Axis 2: What is changeable?
This is the second post is a series, Some Thoughts on Politics.
In my last post I argued that the first dimension we need to assess when thinking about political action is What is Important? The next essential dimension is What is changeable?
No matter its importance, political action toward a thing that is not changeable is futile. Of course, this too is not a binary. It’s probable better to talk about the relative difficulty of change rather than a simple yes/no. It is important to see the difference between low hanging fruit and high hanging fruit, between things that will require tremendous resources and those that won’t, between things that can be accomplished relatively quickly and those that will take years to achieve. It’s also important not to conflate difficult to do with impossible to do.
That said, how difficult a thing will be to change is itself difficult to know. One of the more frustrating things for me in politics in the certainty with which this question is treated. Indeed, one reason I would argue it’s important to make bold demands is to test the limits of what is possible. Guessing wrong in a conservative direction means not achieving what is possible. Better to try and fail to win something. Many Democrats treat the possibility of trying and not achieving something as disastrous, but it is not clear why. Indeed, if during your efforts you build power, that power can be used to take another run at what you sought, or it can be used to go after something else. Those failure fearers act as though there is a very limited store of political activity that if used on things that aren’t achieved is wasted. But as I have argued before, there is tremendous slack in the political system. There are no doubt some limits on political activity, but it’s unlikely we are in any danger of hitting them. (Surely some people have hit or even surpassed that point as individuals, but that’s a separate question.)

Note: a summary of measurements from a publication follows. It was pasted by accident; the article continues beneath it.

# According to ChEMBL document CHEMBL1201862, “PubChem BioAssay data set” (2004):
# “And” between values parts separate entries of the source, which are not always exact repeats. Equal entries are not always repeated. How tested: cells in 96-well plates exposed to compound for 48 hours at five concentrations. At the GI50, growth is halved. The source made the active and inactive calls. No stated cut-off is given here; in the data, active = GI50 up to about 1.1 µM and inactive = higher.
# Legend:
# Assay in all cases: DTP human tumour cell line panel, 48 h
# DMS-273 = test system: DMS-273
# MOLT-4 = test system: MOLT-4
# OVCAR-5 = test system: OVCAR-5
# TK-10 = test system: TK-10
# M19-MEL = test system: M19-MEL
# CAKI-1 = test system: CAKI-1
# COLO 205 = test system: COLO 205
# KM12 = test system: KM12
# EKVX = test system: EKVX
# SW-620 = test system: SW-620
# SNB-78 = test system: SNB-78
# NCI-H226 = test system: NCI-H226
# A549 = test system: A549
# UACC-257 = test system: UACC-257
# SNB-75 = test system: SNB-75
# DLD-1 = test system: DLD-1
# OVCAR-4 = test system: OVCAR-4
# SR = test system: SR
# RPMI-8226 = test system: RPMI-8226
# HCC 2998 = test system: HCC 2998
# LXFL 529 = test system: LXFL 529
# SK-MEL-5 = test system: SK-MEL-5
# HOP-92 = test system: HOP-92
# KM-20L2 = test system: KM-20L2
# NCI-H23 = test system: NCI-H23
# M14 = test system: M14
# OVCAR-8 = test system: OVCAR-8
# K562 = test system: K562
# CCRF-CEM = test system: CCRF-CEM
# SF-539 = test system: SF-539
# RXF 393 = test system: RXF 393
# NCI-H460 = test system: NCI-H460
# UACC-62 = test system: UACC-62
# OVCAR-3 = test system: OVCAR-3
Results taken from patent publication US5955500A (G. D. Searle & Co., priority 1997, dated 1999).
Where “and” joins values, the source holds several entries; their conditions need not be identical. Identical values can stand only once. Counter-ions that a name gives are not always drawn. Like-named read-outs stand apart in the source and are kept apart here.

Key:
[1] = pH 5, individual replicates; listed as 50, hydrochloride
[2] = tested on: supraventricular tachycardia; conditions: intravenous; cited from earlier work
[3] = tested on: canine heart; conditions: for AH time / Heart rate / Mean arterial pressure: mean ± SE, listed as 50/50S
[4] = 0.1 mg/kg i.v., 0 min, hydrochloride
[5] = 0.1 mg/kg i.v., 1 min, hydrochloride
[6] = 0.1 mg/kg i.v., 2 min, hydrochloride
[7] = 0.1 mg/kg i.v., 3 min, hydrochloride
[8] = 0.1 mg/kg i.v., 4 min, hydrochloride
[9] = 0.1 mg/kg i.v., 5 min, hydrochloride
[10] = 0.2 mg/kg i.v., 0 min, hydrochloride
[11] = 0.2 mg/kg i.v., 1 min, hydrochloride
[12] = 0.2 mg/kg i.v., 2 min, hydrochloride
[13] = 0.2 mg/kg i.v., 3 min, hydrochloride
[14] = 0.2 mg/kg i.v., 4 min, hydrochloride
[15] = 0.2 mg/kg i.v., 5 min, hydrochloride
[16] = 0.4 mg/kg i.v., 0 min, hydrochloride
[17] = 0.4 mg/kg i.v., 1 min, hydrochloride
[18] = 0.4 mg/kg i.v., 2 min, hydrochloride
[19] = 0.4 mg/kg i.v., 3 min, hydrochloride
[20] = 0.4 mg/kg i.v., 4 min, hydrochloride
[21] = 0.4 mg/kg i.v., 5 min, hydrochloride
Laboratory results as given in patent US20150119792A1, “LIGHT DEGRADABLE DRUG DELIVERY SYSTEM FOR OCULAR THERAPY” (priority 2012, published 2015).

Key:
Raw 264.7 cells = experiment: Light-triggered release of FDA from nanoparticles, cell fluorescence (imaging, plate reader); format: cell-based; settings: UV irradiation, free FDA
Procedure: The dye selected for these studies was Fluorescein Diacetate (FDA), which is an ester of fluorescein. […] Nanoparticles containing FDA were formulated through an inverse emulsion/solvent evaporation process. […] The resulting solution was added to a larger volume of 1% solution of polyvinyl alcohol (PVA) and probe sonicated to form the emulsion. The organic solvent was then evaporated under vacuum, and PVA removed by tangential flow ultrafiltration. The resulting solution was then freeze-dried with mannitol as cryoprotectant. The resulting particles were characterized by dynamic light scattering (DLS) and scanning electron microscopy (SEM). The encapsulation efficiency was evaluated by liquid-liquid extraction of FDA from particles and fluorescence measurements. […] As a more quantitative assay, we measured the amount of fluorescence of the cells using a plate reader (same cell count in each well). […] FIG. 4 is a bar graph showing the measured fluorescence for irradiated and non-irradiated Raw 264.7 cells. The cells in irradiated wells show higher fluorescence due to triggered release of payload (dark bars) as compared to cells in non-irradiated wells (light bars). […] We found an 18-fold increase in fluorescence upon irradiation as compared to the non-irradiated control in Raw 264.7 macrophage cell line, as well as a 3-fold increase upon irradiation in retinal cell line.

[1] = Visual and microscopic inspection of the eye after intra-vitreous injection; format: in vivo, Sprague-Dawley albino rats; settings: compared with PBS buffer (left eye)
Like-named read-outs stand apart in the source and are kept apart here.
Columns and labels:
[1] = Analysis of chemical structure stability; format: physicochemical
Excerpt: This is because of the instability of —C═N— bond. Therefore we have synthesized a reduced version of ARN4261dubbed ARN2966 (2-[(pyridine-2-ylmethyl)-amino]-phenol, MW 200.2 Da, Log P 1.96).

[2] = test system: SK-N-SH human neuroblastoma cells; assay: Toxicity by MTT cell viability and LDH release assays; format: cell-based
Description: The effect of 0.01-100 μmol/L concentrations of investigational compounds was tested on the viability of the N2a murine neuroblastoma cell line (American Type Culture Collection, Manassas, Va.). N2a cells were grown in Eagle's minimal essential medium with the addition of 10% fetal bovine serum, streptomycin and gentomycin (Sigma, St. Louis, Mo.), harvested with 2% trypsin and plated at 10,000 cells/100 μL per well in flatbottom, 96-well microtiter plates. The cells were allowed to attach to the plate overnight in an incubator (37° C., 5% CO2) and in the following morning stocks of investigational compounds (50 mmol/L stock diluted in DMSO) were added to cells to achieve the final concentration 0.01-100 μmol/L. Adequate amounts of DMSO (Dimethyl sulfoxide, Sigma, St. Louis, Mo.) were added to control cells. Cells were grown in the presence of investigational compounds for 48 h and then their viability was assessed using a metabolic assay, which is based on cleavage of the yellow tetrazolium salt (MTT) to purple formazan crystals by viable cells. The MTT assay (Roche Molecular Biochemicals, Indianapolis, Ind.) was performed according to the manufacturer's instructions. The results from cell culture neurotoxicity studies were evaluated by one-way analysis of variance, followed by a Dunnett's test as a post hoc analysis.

So far I have been discussing political difficulty. But we should also attend to policy difficulty. It should be noted at the outset that it is exceedingly common for those who oppose trying to solve a problem to insist that it isn’t solvable. Albert Hirschman called this the rhetoric of futility, and it has a long pedigree. But that shouldn’t lead us to make the opposite mistake, to assume that, if the political barriers can be overcome, then anything is possible. For example, it is a common refrain that the policies the U.S. implemented after World War II could, if enacted again, lead to the same sorts of outcomes. That period saw a Great Convergence where economic inequality was far more limited than today. But those outcomes depended on more than just those policies–the structure of the world economy, the destruction of the productive capacities of Europe, the economic growth that was possible in the wake of the Great Depression, etc. That doesn’t mean it’s not possible to have less inequality than today, but whether we can achieve similar reductions as in that earlier period while leaving capitalism in place is a separate question. In addition, whether any set of policies can permanently reduce inequality without challenging the power of the capitalist class is a separate question. My sense is that he answer to both of these questions is no, but the only real way to know is to try.
A related difficulty is looking to other countries when asking what is possible from a policy perspective. Pointing to countries that have achieved things that commentators in the United States insist are not possible is proof that those people are wrong. This is important. But countries don’t exist in a vacuum, and their relative position in the world do place different limits on different countries. This also means there may be things that are possible in the United States that aren’t possible elsewhere. Again, these are empirical questions that to some extend require action to answer.
Assuming we have determined that a thing is important, and further that it is changeable, we still aren’t done. Next we need to ask what we have leverage over.